Football degrees: What’s the point?

Gavin Chesterfield giving a team talk. Image by Rhys Skinner

by Julie Kissick

THOUSANDS of teenagers up and down the country are counting down to ‘A’ Level results day – and many of them will be hoping to get the grades to study practical sports courses at university.

Sport-related degrees are the preferred choice for many students and the enduring appeal of football in particular has resulted in more and more universities offering a range of courses in it.

According to Eurostat, in 2016 1.7 million people worked in the sport field in the European Union, with the largest contribution coming from the United Kingdom (431,000) and Germany (243,000).

Football finance experts Deloitte released their latest Annual Review of Football Finance last month and concluded that English football, especially the Premier League, had never been as healthy.

They also predicted that Premier League spending could top £2 billion for the first time during the coming season.

Exposport caught up with Gavin Chesterfield, one of the University of South Wales’ key players when it comes to developing football both on and off the pitch, to find out why studying the beautiful game is no longer deemed faddish.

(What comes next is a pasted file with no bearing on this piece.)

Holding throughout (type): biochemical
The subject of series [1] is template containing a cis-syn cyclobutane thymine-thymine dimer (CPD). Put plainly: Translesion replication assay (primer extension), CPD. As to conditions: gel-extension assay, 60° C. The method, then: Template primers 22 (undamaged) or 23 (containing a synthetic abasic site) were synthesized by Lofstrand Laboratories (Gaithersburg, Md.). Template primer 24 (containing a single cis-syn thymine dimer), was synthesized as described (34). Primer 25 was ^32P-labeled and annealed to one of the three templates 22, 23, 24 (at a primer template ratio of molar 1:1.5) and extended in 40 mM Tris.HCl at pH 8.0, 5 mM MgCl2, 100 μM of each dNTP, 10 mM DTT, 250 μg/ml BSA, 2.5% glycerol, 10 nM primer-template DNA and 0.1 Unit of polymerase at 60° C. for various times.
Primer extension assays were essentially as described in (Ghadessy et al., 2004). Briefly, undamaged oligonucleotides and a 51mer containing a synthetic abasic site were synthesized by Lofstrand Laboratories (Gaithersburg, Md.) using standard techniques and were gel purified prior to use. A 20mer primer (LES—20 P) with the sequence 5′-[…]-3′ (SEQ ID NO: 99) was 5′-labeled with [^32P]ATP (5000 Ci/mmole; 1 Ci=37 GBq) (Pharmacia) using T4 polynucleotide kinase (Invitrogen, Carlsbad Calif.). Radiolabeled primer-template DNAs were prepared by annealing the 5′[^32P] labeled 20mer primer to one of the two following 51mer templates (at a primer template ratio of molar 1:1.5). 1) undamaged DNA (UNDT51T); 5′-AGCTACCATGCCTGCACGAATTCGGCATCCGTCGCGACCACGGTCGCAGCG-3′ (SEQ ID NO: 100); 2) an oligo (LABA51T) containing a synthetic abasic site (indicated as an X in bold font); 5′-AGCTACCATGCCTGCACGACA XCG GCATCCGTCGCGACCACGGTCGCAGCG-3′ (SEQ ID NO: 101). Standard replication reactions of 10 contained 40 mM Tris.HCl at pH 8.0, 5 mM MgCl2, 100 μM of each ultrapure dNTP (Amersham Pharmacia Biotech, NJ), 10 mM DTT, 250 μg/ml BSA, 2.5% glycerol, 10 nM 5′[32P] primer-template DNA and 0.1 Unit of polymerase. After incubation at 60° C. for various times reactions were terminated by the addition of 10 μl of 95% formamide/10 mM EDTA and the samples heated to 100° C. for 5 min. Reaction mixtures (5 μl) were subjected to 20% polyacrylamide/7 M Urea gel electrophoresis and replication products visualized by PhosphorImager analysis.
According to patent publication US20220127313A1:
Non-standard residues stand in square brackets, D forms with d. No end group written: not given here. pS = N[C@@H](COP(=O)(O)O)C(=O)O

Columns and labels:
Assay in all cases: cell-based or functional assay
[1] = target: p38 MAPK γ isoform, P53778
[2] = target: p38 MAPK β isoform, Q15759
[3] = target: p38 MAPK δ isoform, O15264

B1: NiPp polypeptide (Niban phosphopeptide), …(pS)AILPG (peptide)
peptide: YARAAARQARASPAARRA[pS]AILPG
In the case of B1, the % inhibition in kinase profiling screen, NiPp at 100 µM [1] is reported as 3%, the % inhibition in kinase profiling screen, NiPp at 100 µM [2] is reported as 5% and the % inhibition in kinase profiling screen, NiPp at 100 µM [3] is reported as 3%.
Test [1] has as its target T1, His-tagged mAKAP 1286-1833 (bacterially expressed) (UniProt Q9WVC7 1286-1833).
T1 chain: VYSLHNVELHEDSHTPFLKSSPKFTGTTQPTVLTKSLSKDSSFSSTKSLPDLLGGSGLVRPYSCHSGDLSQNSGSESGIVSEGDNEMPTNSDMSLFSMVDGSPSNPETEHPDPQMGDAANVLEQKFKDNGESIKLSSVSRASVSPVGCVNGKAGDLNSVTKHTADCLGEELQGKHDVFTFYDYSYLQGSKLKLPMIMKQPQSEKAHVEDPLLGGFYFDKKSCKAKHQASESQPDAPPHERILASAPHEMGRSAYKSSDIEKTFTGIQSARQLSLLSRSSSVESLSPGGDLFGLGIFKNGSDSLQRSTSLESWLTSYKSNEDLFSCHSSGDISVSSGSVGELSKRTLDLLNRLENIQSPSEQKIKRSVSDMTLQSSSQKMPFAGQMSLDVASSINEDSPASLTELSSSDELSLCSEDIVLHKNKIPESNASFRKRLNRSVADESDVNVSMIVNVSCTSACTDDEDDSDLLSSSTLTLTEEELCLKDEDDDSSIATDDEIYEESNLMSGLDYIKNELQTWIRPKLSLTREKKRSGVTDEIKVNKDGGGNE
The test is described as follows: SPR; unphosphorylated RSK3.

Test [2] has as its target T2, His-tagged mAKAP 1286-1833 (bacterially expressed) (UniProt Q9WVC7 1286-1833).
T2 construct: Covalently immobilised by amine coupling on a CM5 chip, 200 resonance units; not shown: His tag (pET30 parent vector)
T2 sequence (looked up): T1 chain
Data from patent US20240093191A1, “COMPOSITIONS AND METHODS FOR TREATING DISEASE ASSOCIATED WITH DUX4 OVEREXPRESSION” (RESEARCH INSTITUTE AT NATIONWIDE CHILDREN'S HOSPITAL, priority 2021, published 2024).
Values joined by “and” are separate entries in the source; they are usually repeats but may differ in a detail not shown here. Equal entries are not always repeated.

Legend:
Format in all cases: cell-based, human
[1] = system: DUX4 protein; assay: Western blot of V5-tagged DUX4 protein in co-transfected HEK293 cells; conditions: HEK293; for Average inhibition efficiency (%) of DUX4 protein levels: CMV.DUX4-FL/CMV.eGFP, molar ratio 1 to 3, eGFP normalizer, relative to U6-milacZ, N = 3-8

A former professional footballer, Chesterfield runs the MSc Advanced Performance Football Coaching course.

Away from USW, he is a UEFA A Licensed coach and manager of Barry Town United. His side won promotion to the Welsh Premier League in 2016-17.

He is passionate about developing high quality teaching and admits that while studying football at university might not have seemed feasible 15 years ago, the game has benefited from courses like his.

Gavin Chesterfield was speaking after the inaugural Football Conference held at the USW Sport Park last Sunday.

In a wide-ranging interview, he also talked about the challenges facing coaches and the importance of better awareness of mental health in sport. That will be available soon.

Information about USW’s football courses are here.

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